It was a lovely day, little white clouds on the blue sky over Wales. Our car was winding its way along the small countryside road. After what seemed like ages, mostly thanks to the small horse-drawn carriage we couldn’t overtake anywhere, we finally reached a rather full parking lot. The backpacks were unloaded quickly and we got started on the hike in the Brecon Beacons National Park in Wales. The ascend was a steady slope upwards with no bend or turn. We could see all the way up to the 873m high peak of Corn Du. That didn’t make it any easier, seeing the peak in the distance and knowing it would be a long way up there, but we pushed on.
Somewhere along the way, I lost my two friends behind me. Having started with no wind and some sunshine here and there, the weather changed while I was carrying on upwards. The cover of clouds, full of holes initially, quickly closed as the wind freshened up. It got rather cold on this beautiful day in August. I climbed the last few metres over rocks to reach the top of Corn Du and enjoyed the even ground below my feet. The cold wind had driven away the other hikers that had been populating the slope all the way up.
The view was breathtaking. You could see for miles over smaller hills and villages. Everything seemed far away and within reach at the same time. I soaked in the fresh air and enjoyed how the wind cleared my thoughts. Eventually, I remembered my two friends I had left somewhere behind. They should have been up there by now. I looked around and saw them in the dip between Corn Du and Pen Y Fan. Apparently they hadn’t bothered to climb over the rocks, but taken a path around the peak. I headed a few metres down to meet them, before we ascended the peak of Pen Y Fan.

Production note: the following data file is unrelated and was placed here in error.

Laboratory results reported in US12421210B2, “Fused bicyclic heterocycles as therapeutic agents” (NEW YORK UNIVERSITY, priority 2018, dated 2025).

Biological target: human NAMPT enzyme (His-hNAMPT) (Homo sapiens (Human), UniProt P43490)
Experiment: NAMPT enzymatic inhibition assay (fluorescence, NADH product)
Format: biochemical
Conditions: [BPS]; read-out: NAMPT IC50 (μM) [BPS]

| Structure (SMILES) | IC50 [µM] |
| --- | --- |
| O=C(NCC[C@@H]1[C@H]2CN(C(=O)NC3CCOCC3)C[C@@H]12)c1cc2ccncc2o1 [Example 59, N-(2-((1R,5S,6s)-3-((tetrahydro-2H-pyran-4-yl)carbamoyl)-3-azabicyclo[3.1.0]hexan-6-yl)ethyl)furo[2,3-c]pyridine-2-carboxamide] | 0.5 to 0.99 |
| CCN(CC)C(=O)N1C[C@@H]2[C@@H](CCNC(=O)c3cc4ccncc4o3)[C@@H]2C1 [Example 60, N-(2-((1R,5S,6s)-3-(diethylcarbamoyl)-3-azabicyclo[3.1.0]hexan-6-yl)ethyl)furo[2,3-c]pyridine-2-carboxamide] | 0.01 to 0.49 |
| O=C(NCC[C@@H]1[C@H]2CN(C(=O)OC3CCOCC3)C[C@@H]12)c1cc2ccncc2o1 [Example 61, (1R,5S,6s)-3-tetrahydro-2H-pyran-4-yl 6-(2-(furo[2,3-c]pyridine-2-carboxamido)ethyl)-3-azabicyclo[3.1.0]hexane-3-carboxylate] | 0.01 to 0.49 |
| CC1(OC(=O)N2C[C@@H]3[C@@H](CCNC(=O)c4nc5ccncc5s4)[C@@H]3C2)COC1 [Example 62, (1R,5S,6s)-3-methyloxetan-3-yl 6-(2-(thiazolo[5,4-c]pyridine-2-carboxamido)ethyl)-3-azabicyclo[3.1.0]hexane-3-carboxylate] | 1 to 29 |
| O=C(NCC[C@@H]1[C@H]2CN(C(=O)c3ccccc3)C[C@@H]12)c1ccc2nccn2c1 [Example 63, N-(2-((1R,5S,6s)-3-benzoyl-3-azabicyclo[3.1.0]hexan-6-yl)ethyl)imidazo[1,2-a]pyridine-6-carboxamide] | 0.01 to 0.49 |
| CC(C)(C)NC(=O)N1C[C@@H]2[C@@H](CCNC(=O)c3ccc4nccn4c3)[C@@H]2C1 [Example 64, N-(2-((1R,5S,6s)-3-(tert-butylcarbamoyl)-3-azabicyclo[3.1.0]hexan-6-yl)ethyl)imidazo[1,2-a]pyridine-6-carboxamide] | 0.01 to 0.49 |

While we were strolling around, taking pictures, we didn’t notice how a wall of low hanging clouds rapidly came drifting towards the peak. Before we knew what was going on, we were in the middle of the cloud. The view was down to only a few metres and the humidity of the cloud soaked our clothes. Not being able to see very far, we decided to wait until the view cleared up at least a little before heading back down again. It didn’t feel like a warm summer day anymore, it was more like a cold and rainy November day.
On the way down we took the path around Corn Du to be sheltered from the wind at least for a little while. When we had just passed around this peak, the sun broke through the dense blanket of clouds, bathing everything in a warm orange light and creating a magical sunset. After the harsh wind and fog up on Pen Y Fan, this scenario was unrealistically peaceful. A white horse was grazing on the rich green slopes of Corn Du. This moment could not have been any more perfect.
Just when the very last rays of sunshine vanished behind the hilltops, we reached the now empty parking lot again. We were cold and exhausted, but happy. It had been a great adventure.